Modernity / 11.10.2010

And Why It Matters

Suresh Kalmadi has something to answer for to the Indian people for the chaotic run up to the Commonwealth Games. But given his belligerent stance it seems he feels he doesn’t have to. This would not be a surprise because in India many have gotten away with much more. What I do find surprising, however, is that he has not even been called up for something that, in my view, no one should be allowed to get away with in this day and age. With reference to the lack of spectators at the Games, Kalmadi is reported to have said: "We are working on the children from schools, already steps have been taken in that direction…. And also from the low level of society, we have been distributing a lot of tickets."
Leadership / 22.03.2009

Varun Gandhi is reported to have said some strong things about Muslims in India. So, I am told, did his father. Let me use this as a peg to say something about Varun’s venerable great-grandfather whose maturity Varun seems unlikely to emulate. But beyond that, let me speculate about some neglected dimensions of the political history of the subcontinent. Two remarkable statements made around the time of the partition of British India continue to intrigue me: Here is Mohammad Ali Jinnah, addressing the Constituent Assembly of Pakistan in August 1947: You are free; you are free to go to your temples, you are free to go to your mosques or to any other place of worship in this State of Pakistan. You may belong to any religion or caste or creed – that has nothing to do with the business of the State. And here is Jawaharlal Nehru, writing to...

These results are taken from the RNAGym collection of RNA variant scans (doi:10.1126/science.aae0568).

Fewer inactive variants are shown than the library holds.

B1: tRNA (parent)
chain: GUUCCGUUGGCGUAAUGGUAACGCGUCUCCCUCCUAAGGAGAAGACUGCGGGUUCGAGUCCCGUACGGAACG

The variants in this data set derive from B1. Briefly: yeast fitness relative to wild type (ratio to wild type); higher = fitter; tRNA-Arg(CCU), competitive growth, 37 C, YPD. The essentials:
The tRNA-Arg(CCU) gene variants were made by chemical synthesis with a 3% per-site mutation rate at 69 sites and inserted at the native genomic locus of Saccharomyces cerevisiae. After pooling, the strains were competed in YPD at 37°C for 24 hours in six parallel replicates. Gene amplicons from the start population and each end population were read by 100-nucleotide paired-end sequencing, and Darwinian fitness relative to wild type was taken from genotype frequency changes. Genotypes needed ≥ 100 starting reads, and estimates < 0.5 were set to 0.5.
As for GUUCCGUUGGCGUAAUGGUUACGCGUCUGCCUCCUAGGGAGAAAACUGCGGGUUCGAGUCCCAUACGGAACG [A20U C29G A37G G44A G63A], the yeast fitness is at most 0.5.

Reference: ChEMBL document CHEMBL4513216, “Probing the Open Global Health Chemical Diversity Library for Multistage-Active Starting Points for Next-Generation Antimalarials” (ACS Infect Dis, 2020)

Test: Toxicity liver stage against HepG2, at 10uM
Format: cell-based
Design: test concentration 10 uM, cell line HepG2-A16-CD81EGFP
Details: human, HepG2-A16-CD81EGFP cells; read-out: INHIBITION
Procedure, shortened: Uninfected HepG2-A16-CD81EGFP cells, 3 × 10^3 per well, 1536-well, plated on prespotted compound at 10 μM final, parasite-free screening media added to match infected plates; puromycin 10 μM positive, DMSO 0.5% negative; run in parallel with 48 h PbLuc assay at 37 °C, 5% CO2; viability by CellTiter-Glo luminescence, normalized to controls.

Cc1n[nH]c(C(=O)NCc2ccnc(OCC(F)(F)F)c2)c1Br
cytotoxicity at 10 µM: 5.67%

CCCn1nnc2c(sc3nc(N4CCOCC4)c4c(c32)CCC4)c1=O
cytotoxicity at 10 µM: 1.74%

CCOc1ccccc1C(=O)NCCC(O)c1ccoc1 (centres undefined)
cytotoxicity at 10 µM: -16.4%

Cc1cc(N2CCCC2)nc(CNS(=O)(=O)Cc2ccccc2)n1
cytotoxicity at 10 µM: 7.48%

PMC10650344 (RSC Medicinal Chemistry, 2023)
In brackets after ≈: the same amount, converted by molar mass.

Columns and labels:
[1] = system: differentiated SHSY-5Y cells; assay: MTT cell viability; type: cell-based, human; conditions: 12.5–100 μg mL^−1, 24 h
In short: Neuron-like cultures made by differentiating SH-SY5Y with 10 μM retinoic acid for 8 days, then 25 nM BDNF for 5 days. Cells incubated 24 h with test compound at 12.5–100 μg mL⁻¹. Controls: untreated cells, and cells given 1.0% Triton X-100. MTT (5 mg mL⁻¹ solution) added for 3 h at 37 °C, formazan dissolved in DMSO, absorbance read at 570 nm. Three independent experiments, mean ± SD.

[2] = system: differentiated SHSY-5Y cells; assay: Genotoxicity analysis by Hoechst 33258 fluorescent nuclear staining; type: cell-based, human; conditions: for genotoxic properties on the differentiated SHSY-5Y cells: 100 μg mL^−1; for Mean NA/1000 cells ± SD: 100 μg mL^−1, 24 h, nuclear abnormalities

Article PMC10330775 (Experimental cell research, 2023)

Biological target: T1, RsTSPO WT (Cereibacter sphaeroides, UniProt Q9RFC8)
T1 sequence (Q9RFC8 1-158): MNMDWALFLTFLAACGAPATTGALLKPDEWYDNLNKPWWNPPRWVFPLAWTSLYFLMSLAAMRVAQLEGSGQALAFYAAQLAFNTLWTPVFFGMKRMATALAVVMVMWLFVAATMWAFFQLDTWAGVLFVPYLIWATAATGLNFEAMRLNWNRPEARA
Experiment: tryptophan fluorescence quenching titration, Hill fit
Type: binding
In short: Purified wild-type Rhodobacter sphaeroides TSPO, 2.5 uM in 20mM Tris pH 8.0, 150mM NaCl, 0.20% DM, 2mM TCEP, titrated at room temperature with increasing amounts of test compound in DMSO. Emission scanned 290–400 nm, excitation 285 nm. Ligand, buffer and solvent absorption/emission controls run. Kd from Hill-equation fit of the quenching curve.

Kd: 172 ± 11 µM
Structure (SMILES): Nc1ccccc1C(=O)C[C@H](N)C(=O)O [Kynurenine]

Leadership / 16.01.2008

By Anjum Altaf Professor CM Naim has sent us a unique news report on the creation of Pakistan from the Nation datelined November 15, 1947 (Jinnah’s New Republic by Andrew Roth). Amongst other things the report remarks on the nature of leadership in the new Pakistan: With enormous problems, Pakistan has only a very ordinary set of leaders to cope with them. The brilliant Mr. Jinnah, of course, must be excepted, but he is over seventy and has been in poor health since a severe pneumonia attack two years ago. His voice can barely be heard ten feet away, and he chose to become governor general rather than premier partly because it was an easier post. He has repeatedly told subordinates, "I have done my part of the job; I've given you Pakistan. It is up to you to build it." Premier Liaqat Ali Khan is a competent administrator...